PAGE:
Saint Joseph Shrine – Stop at This Beautiful Church on the U.S. 12 Heritage Trail
The U.S. 12 Heritage Trail follows the second federal highway from the southwest corner of Michigan all the way across the state to Detroit. As it passes through Lenawee County and the Irish Hills the Saint Joseph Shrine and church sits on the north side of the road, and it is worth a stop here to experience the history, construction, and beautiful art at this historic site. The Spanish mission style church building and unique “trabajo rustico” constructed grotto and stations of the cross make this a unique stop here in Michigan.
A Michigan historical marker in front of the church building details its early history: “St. Joseph’s Church originated as a missionary church during the 1850s. Priests from Adrian, Clinton, Manchester, Tecumseh and Monroe served the parish until the first resident priest arrived in 1954. The original church, which is still part of the present structure, was constructed by Irish pioneers. In 1863 the first Mass was held in the church, The tower and stained-glass windows were added in 1911. In 1928, Father Joseph Pfeffer from St. Mary’s in Manchester served here and oversaw the enlargement and remodeling of the church to its present form. The transept was built and nave enlarged, transforming the church to a cruciform plan. The red tile roof, the tower and the use of mosaic, tile and wrought iron in the interior give the church its Spanish Mission flavor.”
Our visit took place during a downpour and the chance to stay dry while checking out the inside of the church made that our first stop. The beautiful stained glass windows and stunning altar were two of the first things that caught our attention. It is very peaceful inside this chapel.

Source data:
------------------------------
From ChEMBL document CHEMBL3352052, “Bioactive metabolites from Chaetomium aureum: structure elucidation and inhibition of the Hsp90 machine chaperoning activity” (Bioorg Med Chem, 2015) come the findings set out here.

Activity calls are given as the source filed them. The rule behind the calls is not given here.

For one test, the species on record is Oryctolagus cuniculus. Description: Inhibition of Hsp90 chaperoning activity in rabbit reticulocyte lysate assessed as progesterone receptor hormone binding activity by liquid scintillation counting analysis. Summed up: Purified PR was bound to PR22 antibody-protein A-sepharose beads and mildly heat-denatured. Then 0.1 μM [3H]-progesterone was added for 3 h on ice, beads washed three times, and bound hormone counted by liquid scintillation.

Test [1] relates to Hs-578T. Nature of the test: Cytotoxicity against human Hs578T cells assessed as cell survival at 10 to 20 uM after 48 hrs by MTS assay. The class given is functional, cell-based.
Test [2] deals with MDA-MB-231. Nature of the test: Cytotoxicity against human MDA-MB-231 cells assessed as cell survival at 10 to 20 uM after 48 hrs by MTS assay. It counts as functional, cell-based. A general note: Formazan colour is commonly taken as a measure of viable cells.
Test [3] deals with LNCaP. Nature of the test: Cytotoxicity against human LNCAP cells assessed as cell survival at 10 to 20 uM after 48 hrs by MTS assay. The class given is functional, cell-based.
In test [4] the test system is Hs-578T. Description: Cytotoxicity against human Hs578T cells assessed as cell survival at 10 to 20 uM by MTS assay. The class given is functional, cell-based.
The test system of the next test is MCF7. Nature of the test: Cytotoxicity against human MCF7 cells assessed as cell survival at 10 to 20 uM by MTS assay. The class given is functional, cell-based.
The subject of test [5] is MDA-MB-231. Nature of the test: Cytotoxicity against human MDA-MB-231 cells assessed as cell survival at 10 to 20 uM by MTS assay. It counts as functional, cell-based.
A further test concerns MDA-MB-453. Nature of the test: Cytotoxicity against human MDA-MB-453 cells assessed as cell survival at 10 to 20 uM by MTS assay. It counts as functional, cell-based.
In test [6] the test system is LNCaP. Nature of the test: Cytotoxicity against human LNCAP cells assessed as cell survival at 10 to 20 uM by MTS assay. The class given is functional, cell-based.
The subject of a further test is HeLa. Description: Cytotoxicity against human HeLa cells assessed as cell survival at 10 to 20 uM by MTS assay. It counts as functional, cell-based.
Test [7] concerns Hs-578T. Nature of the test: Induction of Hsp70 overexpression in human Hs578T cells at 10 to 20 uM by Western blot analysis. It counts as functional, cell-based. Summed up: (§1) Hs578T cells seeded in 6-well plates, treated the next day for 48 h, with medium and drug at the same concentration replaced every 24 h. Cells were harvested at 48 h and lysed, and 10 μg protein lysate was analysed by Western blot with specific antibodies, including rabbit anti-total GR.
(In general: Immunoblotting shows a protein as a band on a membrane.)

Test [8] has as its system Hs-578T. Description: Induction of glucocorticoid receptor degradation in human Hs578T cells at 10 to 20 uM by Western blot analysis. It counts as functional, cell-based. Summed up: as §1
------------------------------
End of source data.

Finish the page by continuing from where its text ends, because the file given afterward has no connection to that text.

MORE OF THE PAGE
Once the rain let up we headed outside. There is a cemetery on the grounds where some of the area’s early residents are buried. We were curious to check out the outdoor stations of the cross, which was added to the church in 1932: “As part of the 1928 expansion of St. Joseph’s Church, a shrine — inspired by the grotto of Our Lady of Lourdes in France — was designed. In 1932 work began on the fourteen outdoor stations of the cross, which depict scenes of the Via Dolorosa (the sorrowful way), that Jesus walked to Calvary. The footpath begins at a replica of Pontius Pilates’s palace then winds past balconied houses, through the judgment gate and ends at Christ’s tomb. The crucifixion scene is sculpted from Carrara marble. Two Mexican artisans, Dionicio Rodriguez and Ralph Corona, under the supervision of Leo Ouelette, sculpted the steps, archways and railings from wet cement to resemble stone and timber.” This style of construction will immediately look familiar to anyone who has been to the W.H.L. McCourtie Estate and park down the road in Somerset Center.
Below is a photo gallery of the church and shrine that shows the detailed construction. This was a great stop on our journey through the Irish Hills and one of the more inspiring churches we’ve visited. If you plan on making a trip on the U.S. 12 Heritage Trail, consider setting aside a few minutes to visit the Saint Joseph Shrine and church!